While it may be of course obvious as to why the partnership between US Airways and United Airlines is coming to an end, I wonder why it really needed to end. After all, that idea is not unprecedented: United Airlines and Delta Air Lines — members of the Star Alliance and SkyTeam Alliance respectively — had a limited reciprocal agreement for several years which ended in 2003 where you could earn and redeem frequent flier loyalty program miles on either airline but could not earn qualification towards elite status.
I never really took advantage of that arrangement — but I thought it was an idea that was thinking “outside of the box.”
Instead, members of the United Airlines MileagePlus frequent flier loyalty program must deal with the loss of an airline partner and the loss of the ability to view award inventory on flights operated by Singapore Airlines — both in the same week.

3 thoughts on “Award Inventory of Singapore Airlines Flights Removed from United Airlines; “Wind-Down” of US Airways as a Partner”

  1. craz says:

    Common Brian I know you are better then this! Since it seems you read the thread you have to know that SQ has pulled its availability from other sites as well and not only UA.
    When you said SQ and UA agreed to remove the SQ inventory it sounds as if thats what UA wanted. I dont believe thats the truth but that SQ told UA they wanted it to be removed, once SQ wanted it removed what choice did UA have , to leave it and then SQ doesnt allow any UA redemptions
    As for charging a phone fee, why dont you also say how AA has always charged a fee even when it wasnt possible to book any OW carrier but AA online, or when you had no choice but to call up and have something taken care of. Or with US how they always charged a fee even if you booked your award Itin online at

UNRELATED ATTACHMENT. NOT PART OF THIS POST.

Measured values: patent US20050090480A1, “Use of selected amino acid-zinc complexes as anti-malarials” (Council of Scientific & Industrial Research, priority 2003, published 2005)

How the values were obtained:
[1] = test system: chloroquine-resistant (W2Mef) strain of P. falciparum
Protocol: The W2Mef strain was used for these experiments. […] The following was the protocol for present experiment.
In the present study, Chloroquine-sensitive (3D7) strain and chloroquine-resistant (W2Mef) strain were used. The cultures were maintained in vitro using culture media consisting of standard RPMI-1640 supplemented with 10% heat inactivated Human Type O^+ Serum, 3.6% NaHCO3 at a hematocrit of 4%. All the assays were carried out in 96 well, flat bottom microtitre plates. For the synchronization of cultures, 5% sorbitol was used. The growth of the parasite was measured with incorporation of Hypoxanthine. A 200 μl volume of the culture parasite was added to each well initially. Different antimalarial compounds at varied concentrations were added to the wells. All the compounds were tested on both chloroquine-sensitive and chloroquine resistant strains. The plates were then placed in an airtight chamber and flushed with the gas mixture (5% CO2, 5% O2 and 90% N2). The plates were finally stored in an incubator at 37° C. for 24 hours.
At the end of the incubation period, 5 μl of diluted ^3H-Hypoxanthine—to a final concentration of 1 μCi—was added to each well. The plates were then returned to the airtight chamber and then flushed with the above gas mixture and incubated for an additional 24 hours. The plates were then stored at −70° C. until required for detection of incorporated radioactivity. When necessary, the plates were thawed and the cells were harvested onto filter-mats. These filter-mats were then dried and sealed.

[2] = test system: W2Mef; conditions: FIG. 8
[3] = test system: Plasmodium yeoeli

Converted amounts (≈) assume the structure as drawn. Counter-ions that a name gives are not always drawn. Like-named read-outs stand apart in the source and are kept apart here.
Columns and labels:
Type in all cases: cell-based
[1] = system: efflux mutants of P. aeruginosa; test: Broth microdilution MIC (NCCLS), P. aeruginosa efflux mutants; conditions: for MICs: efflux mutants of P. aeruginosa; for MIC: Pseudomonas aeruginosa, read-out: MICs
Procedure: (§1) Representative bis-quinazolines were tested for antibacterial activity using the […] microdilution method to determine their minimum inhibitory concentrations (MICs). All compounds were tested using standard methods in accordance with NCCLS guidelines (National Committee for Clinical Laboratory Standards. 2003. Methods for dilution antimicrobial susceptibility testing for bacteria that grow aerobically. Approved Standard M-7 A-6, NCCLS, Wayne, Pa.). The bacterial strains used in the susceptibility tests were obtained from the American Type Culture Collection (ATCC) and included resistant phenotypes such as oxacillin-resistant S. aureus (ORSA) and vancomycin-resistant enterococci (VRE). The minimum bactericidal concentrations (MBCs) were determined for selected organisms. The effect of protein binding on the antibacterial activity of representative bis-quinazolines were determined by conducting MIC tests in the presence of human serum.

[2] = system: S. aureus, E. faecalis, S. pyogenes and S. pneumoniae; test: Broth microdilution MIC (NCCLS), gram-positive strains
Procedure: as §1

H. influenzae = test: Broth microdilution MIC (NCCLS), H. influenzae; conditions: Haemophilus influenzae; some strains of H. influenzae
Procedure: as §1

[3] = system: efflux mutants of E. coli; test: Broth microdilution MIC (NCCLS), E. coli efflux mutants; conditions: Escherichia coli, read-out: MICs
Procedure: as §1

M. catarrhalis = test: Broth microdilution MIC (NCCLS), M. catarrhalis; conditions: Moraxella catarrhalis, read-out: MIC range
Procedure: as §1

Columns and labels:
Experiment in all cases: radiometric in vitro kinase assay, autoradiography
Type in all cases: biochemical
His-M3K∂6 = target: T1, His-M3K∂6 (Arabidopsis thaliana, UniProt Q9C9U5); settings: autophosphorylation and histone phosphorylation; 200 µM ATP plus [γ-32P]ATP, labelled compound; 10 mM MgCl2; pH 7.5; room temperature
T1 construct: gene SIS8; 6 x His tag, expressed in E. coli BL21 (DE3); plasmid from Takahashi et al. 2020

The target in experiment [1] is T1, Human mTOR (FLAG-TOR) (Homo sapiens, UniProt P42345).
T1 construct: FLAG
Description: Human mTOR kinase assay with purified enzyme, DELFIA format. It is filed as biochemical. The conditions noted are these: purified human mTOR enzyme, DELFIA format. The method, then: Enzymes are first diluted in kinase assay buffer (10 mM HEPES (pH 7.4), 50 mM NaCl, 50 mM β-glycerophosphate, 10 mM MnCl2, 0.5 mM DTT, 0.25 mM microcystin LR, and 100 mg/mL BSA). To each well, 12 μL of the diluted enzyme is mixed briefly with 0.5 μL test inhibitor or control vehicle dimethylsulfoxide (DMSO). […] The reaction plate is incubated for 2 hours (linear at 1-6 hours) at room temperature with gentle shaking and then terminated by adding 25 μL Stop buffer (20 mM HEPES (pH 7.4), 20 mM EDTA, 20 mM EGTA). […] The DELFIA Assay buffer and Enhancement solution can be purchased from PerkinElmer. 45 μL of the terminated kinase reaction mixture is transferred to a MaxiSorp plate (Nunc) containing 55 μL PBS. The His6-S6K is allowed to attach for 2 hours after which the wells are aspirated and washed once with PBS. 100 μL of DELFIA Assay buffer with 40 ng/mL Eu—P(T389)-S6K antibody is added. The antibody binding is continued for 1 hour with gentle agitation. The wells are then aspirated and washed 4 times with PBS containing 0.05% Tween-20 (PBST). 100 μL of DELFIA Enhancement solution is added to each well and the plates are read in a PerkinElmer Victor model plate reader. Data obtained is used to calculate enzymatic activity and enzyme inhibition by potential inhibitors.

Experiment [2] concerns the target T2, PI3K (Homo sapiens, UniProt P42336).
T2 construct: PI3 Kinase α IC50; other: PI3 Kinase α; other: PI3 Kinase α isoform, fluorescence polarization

Its not fair nor right to make it sound as if UA is the only party doing this. Fair reporting is important and UA will unfortunately offer you/us many opportunities in the future to Bash them, this just isnt 1 of them

    1. Brian Cohen says:

      I have no argument with what you wrote, craz — and I always appreciate when you reply. I remember four years ago when Singapore Airlines and Delta Air Lines ended their partnership with no reason given; and I know there are other airlines with whom Singapore Airlines has attempted to pull its availability from view — but I was not in the room when that decision was reached with United Airlines. I suppose we could read between the lines and assume that this was all because of the preference of Singapore Airlines to remove its availability and that United Airlines is simply attempting to maintain civil relations. After all, UA Insider is not going to post “Singapore Airlines made us do this and it is all their fault.” But again, I was not in the room, so…
      I did not mean to intimate that United Airlines is the only airline charging a fee when reserving a ticket via telephone when there are no other options. United Airlines is simply the latest airline to do so; and what I wrote applies to all airlines which embark upon this practice — including American Airlines and others. As I said, I do not believe that this is fair to the consumer. If “substantial additional work” is “required to price and ticket these awards in our contact centers”, then at least attempt to find an alternative method that is not so labor-intensive.

  2. diburning says:

    Honestly, I think the most labor intensive part of booking partner reward travel is the IT department making sure that nothing screws up across computer systems.
    United is probably nickel and dime-ing fliers because award travel on partners cost them more than reward travel on their own metal, and because they have to pay for the phone rep labor. I’m not defending United on this though. It’s quite a shame that a legacy carrier and a founding member of the Star Alliance would do something like this.